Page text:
It’s official: Yoga is strength training!
But of course, it's SO much more...
The US government released new physical fitness guidelines on Monday. It’s not surprising to learn that most Americans are not getting the recommended amount of exercise: 150 minutes of moderate-intensity aerobic physical activity and two sessions of muscle-strengthening activity each week. According to the Department of Health and Human Services, less than 1/3 of us adults are meeting the guideline and only 1 in 5 teens are hitting the target.
The definition of ‘moderate-intensity aerobic physical activity’ falls rather short of what most of us here in northern Utah already practice and includes walking briskly, riding a bike on level ground with few hills, and playing doubles tennis. But it was nice to see yoga explicitly called out in the government’s definition of muscle-strengthening, which included ‘lifting weights, heavy gardening, and yoga.’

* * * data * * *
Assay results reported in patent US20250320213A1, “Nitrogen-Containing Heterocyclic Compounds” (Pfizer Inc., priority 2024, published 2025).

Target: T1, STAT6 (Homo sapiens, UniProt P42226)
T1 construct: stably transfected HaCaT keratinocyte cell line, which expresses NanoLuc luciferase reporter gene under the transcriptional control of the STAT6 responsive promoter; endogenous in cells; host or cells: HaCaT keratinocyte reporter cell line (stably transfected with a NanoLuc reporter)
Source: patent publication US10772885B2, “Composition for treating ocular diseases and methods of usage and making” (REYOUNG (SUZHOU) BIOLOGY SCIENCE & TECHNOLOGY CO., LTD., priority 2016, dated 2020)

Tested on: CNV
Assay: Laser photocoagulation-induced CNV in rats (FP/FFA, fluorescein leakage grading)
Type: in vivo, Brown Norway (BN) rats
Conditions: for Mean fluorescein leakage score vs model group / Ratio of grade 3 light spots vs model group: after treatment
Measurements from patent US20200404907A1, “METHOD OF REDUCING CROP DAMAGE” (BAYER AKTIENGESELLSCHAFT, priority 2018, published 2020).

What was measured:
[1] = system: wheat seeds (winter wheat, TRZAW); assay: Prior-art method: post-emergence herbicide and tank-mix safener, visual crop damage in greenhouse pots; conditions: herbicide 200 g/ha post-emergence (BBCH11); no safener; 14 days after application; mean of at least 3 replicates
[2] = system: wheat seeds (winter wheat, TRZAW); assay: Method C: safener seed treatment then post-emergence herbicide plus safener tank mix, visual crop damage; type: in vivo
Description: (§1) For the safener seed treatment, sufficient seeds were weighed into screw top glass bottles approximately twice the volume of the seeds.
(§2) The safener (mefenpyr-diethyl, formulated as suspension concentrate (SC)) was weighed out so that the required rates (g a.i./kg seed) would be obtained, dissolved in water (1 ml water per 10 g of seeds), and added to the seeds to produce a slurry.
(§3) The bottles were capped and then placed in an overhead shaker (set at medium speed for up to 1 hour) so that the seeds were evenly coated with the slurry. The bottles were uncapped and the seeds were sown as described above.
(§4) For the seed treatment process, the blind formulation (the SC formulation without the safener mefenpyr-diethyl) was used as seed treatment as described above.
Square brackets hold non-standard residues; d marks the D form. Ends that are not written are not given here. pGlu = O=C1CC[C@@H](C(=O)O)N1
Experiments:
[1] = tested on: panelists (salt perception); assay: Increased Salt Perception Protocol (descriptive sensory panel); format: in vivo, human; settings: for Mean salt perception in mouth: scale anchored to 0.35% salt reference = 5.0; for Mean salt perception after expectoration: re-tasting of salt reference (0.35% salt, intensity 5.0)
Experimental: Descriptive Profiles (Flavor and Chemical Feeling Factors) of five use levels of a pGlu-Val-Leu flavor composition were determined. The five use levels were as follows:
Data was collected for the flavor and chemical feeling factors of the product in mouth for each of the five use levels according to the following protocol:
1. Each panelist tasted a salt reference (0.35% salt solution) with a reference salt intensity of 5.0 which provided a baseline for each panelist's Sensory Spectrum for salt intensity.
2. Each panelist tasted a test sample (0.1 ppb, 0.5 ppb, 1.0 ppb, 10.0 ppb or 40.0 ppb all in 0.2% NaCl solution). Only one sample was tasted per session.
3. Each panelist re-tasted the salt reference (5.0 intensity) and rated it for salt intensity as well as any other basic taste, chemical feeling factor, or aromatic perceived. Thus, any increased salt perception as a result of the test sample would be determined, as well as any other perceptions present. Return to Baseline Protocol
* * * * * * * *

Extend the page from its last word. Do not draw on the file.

Any Tadasana.Yoga student of our regular Power Flow knows that just two of these classes a week will enable you to easily meet the new standards, and so as always, I take issue with the fact that yoga is not automatically classified as an ‘aerobic physical activity’. But being on the ‘national standards’ list will continue to legitimize the practice — and might even help bring more of our men in the door!
If you want to know what’s it’s like to combine high-intensity aerobic physical activity with muscle-strengthening, be sure to check out our Yoga Sculpt classes. And best of all, we’re jumping right in to help our teens, with a weekly Teen Yoga class, giving them the opportunity to experience the aerobic training and strengthening benefits of yoga that they need!